culture add vs culture fit

4 Ways Marketing Can Contribute to Company Culture

At this point, the notion of “company culture” is widely recognized as an effective way to promote retention, increase employee engagement, enhance brand equity and drive overall business growth. No matter your industry, role, or business model, you’ve likely come across the concept of company culture on more than one occasion.

While there is no single source of truth when it comes to exactly how to define your culture, experts say that an all-encompassing culture code should include the following elements:

      • Mission statement
      • Core values
      • How to work and live by your values
      • Any company traditions
      • Any additional shared beliefs

You’ve Defined Your Company’s Culture, Now What?

Distilling your company’s values, beliefs and aspirations into one written package of “culture” can be tricky, but what’s trickier is actually ensuring that the values and behaviors of said culture are consistently upheld by those within your organization.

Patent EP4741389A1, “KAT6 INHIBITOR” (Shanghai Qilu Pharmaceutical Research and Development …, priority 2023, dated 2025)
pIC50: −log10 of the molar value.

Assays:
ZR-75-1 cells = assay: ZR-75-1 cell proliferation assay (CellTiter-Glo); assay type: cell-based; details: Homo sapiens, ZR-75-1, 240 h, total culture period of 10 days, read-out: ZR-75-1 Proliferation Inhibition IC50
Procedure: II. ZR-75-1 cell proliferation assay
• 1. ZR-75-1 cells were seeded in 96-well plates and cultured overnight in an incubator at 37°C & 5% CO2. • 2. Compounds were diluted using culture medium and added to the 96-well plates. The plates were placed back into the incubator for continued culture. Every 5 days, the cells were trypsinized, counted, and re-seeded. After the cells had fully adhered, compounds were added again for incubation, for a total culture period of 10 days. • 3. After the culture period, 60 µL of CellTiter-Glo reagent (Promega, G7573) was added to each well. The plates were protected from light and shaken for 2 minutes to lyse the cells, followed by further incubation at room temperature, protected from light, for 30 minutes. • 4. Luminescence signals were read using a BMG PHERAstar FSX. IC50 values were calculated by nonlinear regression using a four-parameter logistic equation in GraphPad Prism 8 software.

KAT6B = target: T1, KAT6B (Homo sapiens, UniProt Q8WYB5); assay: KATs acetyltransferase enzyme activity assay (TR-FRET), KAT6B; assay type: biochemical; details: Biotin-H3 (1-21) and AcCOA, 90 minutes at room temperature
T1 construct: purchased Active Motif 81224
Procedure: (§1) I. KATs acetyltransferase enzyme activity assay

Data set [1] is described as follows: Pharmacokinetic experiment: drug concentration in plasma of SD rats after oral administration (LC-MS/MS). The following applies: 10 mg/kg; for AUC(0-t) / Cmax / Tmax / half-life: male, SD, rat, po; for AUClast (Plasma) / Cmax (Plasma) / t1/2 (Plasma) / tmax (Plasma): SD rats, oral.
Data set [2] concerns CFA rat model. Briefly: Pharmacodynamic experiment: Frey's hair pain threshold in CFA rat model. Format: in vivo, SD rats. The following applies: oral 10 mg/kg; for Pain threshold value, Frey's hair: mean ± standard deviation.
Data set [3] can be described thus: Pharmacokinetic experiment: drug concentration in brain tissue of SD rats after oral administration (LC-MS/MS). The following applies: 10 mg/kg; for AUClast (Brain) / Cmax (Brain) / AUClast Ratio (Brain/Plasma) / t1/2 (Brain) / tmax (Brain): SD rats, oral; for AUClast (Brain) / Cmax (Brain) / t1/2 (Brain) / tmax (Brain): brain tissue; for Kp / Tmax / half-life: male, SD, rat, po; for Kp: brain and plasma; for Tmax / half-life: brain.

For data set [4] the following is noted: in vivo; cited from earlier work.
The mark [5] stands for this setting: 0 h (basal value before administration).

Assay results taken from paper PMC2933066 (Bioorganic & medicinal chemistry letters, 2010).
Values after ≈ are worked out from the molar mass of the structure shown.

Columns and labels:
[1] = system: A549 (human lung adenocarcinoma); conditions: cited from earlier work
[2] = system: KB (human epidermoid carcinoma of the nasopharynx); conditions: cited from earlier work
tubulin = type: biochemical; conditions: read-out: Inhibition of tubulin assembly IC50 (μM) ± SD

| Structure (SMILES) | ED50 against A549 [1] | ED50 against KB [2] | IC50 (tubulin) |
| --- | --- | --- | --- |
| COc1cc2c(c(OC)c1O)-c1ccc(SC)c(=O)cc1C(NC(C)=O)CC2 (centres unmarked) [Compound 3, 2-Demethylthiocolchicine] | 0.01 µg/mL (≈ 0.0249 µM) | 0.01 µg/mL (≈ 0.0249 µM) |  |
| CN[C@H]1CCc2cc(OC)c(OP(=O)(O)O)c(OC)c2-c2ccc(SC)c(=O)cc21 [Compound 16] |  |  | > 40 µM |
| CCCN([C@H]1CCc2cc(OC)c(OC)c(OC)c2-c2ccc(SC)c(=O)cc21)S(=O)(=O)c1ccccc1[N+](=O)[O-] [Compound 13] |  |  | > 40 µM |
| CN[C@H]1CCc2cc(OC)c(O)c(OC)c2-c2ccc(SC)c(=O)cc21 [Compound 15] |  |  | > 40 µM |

Once you’ve got culture code documented in writing, how does one go about translating those ideals into everyday behavior? The truth is that each company is unique, so it will look a little different for every business. However, what can be confirmed is that practicing company culture must be a collaborative process, no matter your industry or business model — it’s not just HR’s responsibility, it should be a company-wide effort. If done right, your company’s culture should shine through just about every decision made on behalf of the business.